Chapter

The Rational Significance of Conversation

Anthony Simon Laden

in Reasoning

Published in print June 2012 | ISBN: 9780199606191
Published online September 2012 | e-ISBN: 9780191741081 | DOI: http://dx.doi.org/10.1093/acprof:oso/9780199606191.003.0004
The Rational Significance of Conversation

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The social picture of reasoning treats reasoning as a species of conversation. This chapter characterizes and investigates casual conversation. Casual conversation is not directed at an end, and it has no built-in stopping point. Participants in a casual conversation can be playful, but this requires them to take responsibility for what they say. Finally, while it does not have an end, what we say in conversation has a point, and it is the establishment and maintenance of our relationships through attunement. The difference between statements having a point and an end is discussed by way of Stanley Cavell’s analysis of passionate utterances and J. L. Austin’s category of perlocutionary effect.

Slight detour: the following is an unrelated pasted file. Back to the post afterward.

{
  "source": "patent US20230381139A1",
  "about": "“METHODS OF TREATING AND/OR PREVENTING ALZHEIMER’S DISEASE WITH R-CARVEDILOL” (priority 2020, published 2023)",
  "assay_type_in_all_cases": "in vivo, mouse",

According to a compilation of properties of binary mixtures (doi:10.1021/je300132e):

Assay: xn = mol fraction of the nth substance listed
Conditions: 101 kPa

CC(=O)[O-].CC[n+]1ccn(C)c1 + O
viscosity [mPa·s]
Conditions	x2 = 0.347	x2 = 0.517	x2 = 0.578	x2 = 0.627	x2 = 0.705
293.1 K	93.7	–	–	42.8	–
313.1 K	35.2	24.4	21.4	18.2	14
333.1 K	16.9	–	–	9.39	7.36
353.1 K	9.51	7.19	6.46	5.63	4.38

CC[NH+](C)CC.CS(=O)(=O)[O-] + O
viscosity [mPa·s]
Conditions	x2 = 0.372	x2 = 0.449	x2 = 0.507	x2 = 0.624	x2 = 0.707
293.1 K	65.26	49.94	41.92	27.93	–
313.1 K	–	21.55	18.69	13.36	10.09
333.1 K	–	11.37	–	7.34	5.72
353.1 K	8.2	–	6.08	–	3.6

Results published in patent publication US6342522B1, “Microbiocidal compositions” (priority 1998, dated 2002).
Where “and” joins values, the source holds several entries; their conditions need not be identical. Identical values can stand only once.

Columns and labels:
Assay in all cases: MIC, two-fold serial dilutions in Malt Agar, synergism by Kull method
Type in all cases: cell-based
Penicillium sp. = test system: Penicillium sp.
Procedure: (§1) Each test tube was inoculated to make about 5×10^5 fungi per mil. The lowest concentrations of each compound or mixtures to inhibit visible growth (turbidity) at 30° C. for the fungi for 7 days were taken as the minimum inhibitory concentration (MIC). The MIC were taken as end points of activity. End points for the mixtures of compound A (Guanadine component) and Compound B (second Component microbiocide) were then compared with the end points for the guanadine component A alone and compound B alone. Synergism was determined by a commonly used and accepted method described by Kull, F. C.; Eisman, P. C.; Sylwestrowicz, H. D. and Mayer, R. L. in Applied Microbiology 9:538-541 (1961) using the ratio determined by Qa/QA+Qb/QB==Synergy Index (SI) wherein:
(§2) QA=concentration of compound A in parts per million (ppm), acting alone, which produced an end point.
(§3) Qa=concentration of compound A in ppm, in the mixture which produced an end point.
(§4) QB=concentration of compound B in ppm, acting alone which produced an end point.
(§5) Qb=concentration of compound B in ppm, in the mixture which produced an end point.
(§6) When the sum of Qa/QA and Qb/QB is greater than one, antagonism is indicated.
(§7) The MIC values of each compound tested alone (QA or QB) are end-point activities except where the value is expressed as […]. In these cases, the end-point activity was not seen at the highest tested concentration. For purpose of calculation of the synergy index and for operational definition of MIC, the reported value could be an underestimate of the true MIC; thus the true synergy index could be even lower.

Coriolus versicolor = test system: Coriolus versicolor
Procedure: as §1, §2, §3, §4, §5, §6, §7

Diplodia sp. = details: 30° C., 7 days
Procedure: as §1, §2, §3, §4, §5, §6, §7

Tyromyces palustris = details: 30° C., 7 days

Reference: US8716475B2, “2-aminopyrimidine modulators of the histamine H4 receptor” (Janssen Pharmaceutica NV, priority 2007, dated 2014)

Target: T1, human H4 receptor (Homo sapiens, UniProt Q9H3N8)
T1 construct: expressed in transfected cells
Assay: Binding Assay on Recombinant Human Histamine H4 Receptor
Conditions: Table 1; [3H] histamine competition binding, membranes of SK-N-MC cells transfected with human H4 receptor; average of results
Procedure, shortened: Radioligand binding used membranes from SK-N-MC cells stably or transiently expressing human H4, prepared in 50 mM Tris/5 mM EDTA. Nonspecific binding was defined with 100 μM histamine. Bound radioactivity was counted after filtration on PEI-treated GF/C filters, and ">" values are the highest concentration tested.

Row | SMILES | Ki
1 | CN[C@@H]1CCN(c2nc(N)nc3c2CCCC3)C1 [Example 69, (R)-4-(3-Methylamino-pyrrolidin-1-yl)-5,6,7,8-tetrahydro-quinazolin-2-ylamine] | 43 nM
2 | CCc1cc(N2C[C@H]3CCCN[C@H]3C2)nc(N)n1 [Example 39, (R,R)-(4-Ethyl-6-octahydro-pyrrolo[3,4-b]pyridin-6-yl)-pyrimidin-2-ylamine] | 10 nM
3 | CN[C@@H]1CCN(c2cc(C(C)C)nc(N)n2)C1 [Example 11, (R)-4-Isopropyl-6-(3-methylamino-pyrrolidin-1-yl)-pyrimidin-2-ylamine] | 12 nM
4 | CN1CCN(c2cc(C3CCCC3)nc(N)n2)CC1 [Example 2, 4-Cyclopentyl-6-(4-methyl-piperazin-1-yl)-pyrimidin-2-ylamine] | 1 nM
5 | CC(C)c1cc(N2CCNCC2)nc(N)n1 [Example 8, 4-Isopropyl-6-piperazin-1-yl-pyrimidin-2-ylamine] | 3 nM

Keywords: conversation; attunement; speech-act theory; perlocutionary effect; Cavell; Austin; Deborah Tannen

Chapter.  10714 words. 

Subjects: Philosophy

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